Old 04-15-2002, 01:09 PM
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tcane:

Your change interval is certainly good with Mobil 1 15W-50 and your driving style. If I were you, I would not bother to change the filter in the middle interval as the standard filter cannot filter soot particles anyway (too small for the filter).

You mentioned about the lack of MB approval of the new SuerSyn in a previous post. The 15W-50 oil is NOT available in Germany (they have a 5W-50 that we do not see here). That might be the reason that the new one has not carried the approval yet (it eventually will, I believe).

I think I said before about this. Mobil 1 0W-40 and 15W-50 are excellent oils but the 5W-30 and 10W-30 with SuperSyn showed some deteriorations in terms of pour and flash points, and cold pumpability. Incidentally, Mobil 1 5W-30 and 10W-30 are not available in Germany.

The 15W-50 with SuperSyn has something like Roger Penske uses it but then it says someting like suitable for amature racing. This is a nother double talk I do not like. Mobil wants us to believe that the oil we buy at the stores are the ones used in professsional auto racings. But they are apparently not.

Last edited by loubapache; 04-15-2002 at 02:36 PM.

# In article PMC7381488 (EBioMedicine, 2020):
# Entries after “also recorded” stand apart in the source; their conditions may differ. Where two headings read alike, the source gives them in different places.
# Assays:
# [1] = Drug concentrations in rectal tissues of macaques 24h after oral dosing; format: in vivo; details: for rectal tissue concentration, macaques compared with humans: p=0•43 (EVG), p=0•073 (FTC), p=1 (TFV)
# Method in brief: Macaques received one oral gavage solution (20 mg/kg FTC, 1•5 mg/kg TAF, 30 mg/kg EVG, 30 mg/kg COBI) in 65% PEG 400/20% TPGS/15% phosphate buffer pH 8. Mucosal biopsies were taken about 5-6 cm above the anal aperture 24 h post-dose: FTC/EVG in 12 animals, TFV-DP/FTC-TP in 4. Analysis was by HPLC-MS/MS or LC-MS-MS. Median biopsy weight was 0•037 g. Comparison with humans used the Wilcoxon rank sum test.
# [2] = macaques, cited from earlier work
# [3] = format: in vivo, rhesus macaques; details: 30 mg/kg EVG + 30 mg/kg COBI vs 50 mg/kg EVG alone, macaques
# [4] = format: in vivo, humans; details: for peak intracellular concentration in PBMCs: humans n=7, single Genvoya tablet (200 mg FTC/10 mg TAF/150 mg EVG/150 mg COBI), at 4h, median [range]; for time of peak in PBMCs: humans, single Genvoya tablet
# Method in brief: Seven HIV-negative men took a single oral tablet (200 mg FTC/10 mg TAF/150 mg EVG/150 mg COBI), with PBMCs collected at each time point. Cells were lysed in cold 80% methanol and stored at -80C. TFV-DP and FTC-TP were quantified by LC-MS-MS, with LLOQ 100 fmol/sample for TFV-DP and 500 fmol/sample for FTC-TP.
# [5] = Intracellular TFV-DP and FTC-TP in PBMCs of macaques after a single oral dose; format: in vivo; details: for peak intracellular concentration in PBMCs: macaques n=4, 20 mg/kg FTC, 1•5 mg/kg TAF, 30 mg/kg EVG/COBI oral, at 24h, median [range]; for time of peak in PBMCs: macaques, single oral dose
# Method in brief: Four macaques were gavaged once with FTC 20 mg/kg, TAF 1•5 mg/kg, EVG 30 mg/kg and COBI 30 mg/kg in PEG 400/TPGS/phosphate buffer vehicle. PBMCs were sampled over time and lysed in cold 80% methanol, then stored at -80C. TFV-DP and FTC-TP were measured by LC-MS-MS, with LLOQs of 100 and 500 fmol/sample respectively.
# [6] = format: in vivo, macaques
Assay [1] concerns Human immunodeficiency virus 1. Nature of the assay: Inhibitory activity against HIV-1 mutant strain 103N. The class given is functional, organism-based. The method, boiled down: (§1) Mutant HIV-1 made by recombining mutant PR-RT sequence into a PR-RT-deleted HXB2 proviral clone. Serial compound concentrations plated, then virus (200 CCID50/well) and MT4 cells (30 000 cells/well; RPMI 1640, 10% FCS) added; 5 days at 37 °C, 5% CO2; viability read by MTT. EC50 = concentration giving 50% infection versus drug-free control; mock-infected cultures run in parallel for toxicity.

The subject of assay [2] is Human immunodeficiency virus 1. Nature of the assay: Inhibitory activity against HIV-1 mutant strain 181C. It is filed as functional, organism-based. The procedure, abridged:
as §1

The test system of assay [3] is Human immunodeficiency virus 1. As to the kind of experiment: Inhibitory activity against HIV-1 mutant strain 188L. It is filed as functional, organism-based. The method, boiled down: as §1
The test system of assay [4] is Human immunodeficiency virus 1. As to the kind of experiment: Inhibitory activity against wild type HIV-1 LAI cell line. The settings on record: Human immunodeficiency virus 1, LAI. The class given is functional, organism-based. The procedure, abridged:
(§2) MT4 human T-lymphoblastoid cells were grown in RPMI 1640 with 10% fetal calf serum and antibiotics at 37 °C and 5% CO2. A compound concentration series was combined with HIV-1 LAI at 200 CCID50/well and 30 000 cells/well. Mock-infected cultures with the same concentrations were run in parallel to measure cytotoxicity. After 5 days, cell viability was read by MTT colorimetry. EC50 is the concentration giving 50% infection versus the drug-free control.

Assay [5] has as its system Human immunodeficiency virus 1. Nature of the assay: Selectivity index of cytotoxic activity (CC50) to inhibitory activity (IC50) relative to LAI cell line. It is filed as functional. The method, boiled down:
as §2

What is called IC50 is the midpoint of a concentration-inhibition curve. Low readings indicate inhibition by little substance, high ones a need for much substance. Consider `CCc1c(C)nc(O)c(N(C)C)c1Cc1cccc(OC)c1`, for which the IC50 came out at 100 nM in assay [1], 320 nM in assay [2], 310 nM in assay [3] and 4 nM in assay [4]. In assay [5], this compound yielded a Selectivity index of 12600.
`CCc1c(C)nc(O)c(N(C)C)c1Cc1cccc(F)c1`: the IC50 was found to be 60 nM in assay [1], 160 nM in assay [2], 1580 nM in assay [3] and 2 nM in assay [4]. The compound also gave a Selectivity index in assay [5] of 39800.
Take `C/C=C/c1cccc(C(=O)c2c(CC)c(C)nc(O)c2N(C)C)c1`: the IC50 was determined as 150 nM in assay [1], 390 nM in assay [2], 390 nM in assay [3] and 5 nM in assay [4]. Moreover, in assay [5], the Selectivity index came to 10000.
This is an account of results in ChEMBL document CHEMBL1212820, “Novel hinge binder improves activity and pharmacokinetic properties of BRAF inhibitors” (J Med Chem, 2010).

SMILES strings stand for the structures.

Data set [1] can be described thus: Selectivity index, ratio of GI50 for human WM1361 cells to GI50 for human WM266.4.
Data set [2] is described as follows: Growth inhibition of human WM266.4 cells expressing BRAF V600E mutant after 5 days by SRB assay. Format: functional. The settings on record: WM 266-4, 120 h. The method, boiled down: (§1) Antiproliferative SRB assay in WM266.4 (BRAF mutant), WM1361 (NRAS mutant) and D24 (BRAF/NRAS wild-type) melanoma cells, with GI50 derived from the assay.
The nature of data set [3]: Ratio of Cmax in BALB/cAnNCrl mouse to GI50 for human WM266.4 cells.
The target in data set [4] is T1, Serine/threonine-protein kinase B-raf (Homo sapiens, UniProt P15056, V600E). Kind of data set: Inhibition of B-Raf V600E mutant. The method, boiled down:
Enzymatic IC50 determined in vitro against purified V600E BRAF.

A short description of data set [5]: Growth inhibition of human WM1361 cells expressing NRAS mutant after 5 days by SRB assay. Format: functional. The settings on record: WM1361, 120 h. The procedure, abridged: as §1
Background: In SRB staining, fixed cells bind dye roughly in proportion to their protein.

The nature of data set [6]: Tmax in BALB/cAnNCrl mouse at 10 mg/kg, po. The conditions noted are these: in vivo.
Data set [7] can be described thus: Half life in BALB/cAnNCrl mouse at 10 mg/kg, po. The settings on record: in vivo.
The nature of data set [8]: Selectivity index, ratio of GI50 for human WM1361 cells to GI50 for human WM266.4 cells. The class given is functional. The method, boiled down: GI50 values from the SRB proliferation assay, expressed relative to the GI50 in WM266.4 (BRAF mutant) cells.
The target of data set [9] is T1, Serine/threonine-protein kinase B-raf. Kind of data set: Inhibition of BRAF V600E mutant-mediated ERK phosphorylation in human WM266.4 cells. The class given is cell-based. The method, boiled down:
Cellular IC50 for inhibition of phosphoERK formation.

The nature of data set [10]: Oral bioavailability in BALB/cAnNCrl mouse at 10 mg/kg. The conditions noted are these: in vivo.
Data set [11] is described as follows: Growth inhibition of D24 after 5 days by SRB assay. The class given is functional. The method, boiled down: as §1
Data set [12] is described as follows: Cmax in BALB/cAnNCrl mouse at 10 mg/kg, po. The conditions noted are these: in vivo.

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  #24  
Old 04-15-2002, 02:28 PM
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We are all in your debt for the oil report.Thanks Michael
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  #25  
Old 04-16-2002, 11:04 AM
Don Stevens
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Amsoil - First and still the best

I have read this thread with interest and noticed only one comment about Amsoil. It seems it is a well kept secret in MB circles too. Check out;

www.lubedealer.com/dstevens

then click on the corporate website and/or the online store. Look at the mian page where Amsoil discusses it's "First's" in the industry. One area where they are proud to say they were not "first" is bait and switch re-formulation with less expensive base stocks and less expensive additives. Amsoil remains fully committed to full group IV PAO basestocks and the best additive packages available anywhere in the world.